Not every acorn is destined to become an oak tree, with most ending up as food for a variety of creatures, big and small. Squirrels of course eat many of them, along with deer, turkey, and other birds. But the abundance of acorns in most years also feeds much smaller creatures that also depend upon this bountiful resource. Although we may not ever see them, we know that they are around because of the holes that they leave behind – perfectly round holes seen in acorns in the fall.
The holes in our acorns are a sign that acorn weevils are present. But the adult weevil is not what is in our acorn: it is the larvae or grub that has spent the spring and summer feeding on the rich tissue that sustains them into the next phase of life. It starts in the early spring, when the adult weevil cuts a small hole in the developing acorn, feeding on its nutrient-rich fluids. Once it has had its fill, the female weevil deposits an egg and then fills the entrance of the hole with feces to help protect its offspring from predators and parasites. Once the acorn falls to the ground in the fall, the larvae cuts a second, near-perfect escape hole, squeezing out and burying itself in the ground to continue development over the next 1-2 years. In years like this one when the “mast” (meaning fruit of forest trees) is high, we tend to notice the many acorns with weevil holes. Weevils are present every year, but we “notice” them more when we see more acorns. Awareness is everything.
As for the term weevil, it refers to the long, curved snouts that provide the means by which these insects feed, mostly on plant matter, including grains, nuts, and fruit. These “cute” little insects are part of one of the most diverse groups of organisms in the world – the beetles, that are estimated to include from 800 to 900,000 species worldwide.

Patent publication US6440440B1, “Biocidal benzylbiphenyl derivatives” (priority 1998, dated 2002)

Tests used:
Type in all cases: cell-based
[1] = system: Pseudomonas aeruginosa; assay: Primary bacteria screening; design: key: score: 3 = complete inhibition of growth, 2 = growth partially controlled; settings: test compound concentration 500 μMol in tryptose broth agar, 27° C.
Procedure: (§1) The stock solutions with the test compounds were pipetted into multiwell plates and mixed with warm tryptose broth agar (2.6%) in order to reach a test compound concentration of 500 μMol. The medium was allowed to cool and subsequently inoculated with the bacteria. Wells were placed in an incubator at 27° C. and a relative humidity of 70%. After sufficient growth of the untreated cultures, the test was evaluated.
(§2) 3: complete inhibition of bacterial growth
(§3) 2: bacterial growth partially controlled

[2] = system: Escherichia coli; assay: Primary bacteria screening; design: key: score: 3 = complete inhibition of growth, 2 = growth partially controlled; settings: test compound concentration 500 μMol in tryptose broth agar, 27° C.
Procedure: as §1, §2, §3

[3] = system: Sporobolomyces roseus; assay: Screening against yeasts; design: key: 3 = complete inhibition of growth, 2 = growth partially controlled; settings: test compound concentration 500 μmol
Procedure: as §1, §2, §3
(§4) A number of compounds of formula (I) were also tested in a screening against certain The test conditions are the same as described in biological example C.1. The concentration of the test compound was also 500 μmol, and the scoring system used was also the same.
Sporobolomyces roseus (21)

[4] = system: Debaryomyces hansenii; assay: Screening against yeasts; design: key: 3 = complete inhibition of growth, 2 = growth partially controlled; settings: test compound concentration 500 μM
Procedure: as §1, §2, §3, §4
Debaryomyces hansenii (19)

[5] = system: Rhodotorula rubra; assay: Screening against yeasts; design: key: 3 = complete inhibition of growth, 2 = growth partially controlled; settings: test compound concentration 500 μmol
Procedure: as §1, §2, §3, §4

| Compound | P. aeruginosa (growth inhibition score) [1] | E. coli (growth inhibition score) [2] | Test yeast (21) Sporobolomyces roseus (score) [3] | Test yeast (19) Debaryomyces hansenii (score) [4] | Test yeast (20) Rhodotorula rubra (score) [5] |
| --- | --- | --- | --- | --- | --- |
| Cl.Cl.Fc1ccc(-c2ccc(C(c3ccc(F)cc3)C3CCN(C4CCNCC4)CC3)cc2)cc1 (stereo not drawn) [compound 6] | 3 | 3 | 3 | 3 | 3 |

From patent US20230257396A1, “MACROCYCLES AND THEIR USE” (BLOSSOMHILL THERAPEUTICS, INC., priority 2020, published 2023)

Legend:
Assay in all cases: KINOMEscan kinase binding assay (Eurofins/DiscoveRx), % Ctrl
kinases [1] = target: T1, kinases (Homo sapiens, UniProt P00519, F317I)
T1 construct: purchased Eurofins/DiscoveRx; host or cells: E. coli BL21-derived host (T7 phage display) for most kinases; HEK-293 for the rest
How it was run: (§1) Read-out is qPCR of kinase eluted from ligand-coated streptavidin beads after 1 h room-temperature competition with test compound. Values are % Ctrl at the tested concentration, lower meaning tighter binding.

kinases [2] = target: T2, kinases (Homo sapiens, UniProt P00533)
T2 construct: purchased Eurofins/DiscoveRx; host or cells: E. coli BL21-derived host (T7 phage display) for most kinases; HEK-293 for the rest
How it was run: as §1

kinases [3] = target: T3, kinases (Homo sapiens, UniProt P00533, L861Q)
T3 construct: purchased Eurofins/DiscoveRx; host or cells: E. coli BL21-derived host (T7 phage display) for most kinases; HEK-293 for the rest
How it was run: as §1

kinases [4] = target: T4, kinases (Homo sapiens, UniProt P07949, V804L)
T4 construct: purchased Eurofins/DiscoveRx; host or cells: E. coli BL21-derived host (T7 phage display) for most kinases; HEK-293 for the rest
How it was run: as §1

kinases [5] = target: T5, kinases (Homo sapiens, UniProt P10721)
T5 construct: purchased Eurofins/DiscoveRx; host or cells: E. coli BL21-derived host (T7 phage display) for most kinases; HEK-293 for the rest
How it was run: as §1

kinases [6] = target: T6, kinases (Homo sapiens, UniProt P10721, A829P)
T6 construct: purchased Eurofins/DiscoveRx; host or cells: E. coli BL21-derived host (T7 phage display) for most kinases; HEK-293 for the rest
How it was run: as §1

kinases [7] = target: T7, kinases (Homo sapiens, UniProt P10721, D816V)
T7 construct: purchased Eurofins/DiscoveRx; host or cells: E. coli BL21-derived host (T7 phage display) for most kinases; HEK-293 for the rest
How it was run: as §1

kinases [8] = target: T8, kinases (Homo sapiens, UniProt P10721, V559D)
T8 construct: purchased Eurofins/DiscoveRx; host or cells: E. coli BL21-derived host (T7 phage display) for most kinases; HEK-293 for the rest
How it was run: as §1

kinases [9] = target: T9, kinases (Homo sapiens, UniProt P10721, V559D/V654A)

The weevils in our acorns are part of the family Curculionidae, known as “true” weevils or “snout beetles” and is one of the largest animal families in our world, with about 83,000 species. And that only includes the species that have been described. Estimates as to the undescribed species range as high as double that number! This incredible diversity within a group of organisms has long been noticed by scientists, dating to the 19th century when one of the prominent biologists of the time was asked about what he thought the Creator had in mind relative to this group of organisms. His answer was “An inordinate fondness for beetles”.
There are a number of species of acorn weevils found across the U.S., including “long-snouted” and “short-snouted” forms. And yet, acorn weevils are not the only insects to feed upon the mast of our forest trees, prominent among these being the acorn moths – but that is a different “hole” and for another time 😊.
Hope to see you in our great outdoors!!!